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09 Apr to Min. Bleijie - Misclassification


You can view the original letter here

Mr. Jarrod Bleijie
Attorney General
GPO Box 149
Brisbane QLD 4001

Dear Jarrod,

I refer you to my letter of 30 November 2013 and your response dated 23 January 2014.

My letter raised UOAQ concerns and presented evidence regarding the application by developers of applying Accommodation Module to residential developments.

This practice disadvantages the future unit owners of a development as it provides the developer with the means to access a 25 year management agreement, as opposed to a 10 year agreement under Standard Module, for residential schemes. In doing so, the developer will impose a 25 year obligation upon future owners, to maintain excessive management fee costs without the knowledge or approval of those future owners. The Arrow asset management case in NSW prevents this conduct in that state and in USA this conduct is considered unconscionable

Evidence has now come forward from the office of the Commissioner of BCCM, detailed in the attached documents, as to the extent of this misclassification which is concerning to the Association.

These documents demonstrate that up until December 2012, “the historical ratio of schemes in Queensland under Standard Module was 27,981 to 3,098 under Accommodation Module.” That is a ratio of 9 to 1.

During 2013, 212 schemes were added to Standard Module, while 109 were added to Accommodation Module. These numbers represent a 3 to 1 ratio, clearly demonstrating a change or spike in the manner in which developers are classifying schemes.

The UOAQ would respectfully suggest that a greater level of supervision must be exercised by the department registering schemes to ensure that the correct classification is made by the developer. The UOAQ acknowledges the obligations on local governments by Section 60 of the BCCM Act, but these obligations seem to be disregarded.

It may be of interest to you to know that when I recently registered a new CMS, the Department of Natural Resources and Mines (DERM) required, by virtue of Section 66 (db) and (dc)of the BCCM Act, an explanation as to why certain principles had been decided. Surely DERM could have the same responsibility to ensure that the correct module was decided as it has equivalent or even greater impact on owner’s contributions to levy costs.

Section 66 Requirements for community management statement
(db) ··· (i) the contribution schedule principle under section 46(7) on which the contribution schedule lot entitlements have been decided;
(ii) if the contribution schedule lot entitlements have been decided in accordance with the equality principle and are not equal—explain why they are not equal;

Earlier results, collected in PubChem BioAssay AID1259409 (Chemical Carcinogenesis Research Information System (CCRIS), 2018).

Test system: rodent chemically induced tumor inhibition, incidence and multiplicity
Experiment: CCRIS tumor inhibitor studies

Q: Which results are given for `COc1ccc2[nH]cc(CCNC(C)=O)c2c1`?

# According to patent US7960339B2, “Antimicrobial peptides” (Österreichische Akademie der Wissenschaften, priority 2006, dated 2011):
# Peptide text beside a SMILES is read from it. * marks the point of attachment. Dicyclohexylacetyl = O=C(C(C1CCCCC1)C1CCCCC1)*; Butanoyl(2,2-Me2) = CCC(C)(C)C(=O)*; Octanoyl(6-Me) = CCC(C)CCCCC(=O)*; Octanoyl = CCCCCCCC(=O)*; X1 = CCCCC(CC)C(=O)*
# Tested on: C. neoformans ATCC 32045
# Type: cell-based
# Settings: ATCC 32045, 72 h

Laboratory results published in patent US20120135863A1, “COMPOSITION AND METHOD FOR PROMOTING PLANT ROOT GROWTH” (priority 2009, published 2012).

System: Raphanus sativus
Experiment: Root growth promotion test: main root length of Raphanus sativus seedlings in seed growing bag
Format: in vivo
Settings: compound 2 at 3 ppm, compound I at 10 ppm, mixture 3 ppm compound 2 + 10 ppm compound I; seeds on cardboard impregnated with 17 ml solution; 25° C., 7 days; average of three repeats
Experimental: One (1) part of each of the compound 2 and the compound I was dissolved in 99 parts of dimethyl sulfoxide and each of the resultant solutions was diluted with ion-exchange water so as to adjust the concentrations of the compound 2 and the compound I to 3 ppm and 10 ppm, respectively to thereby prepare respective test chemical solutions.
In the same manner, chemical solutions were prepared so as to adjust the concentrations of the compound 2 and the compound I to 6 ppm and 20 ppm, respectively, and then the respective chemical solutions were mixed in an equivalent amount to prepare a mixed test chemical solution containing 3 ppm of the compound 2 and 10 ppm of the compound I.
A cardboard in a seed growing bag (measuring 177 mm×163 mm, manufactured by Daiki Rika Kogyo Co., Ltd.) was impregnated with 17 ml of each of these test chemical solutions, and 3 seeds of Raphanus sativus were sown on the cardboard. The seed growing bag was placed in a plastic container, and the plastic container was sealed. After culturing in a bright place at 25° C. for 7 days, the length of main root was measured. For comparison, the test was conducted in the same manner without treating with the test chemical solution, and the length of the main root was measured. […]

(iii) if the contribution schedule lot entitlements have been decided in accordance with the relativity principle—include sufficient details about the principle to show how individual contribution schedule lot entitlements for the lots were decided by using it;

Intending purchasers unfamiliar with Strata legislation, have a right to expect that a developer is acting lawfully and that adequate consumer protection is in place to protect their rights. This is a principal objective of the BCCM Act as stated at Section 4(g). That a developer can impose a 25 year obligation on owners when currently 10 years applies adds millions of dollars in living costs on those owners over the 25 years. Understandably those owners will not be happy as they become familiar with their body corporate and Queensland strata law.

Finally we must raise the issue of lack of certainty. With the V77 project the developer is representing that “The scheme is intended to operate as a residential community” and “All lots in the scheme are to be used for residential purposes”. Yet the scheme is being incorrectly classified Accommodation Module as denoted at Section 3 of that module:

3 Application of this regulation—Act, s 21 [SM, s 3]
(1) This regulation is a regulation module for the Act.
(2) For this regulation to apply to a community titles scheme—
(a) the lots included in the scheme must be predominantly accommodation lots; or [s3]
Body Corporate and Community Management (Accommodation Module)
(3) In this section—
accommodation lot means a lot that is either or both of the following—
(a) the subject of a lease or letting for accommodation for long or short term residential purposes, or immediately available to be the subject of a lease or letting for accommodation for long or short term residential purposes;
(b) part of a hotel

Section 3 of the Accommodation Module permits “short term residential purposes”. An intending purchaser could be misled to believe that a residential community would not permit short term rental, yet by classifying the development Accommodation Module, a future Caretaker/Letting Agent could offer short term rentals, and owners may find it difficult to prevent this from occurring. This argument is supported by the current misuse of Class 2 developments for the purposes of short term rentals.

As the incorrect classification of Standard Module buildings as Accommodation Module has very serious implications for future owners it is only fair, reasonable and responsible for the Government to address this developing problem as a matter of priority.

Yours sincerely,

Wayne Stevens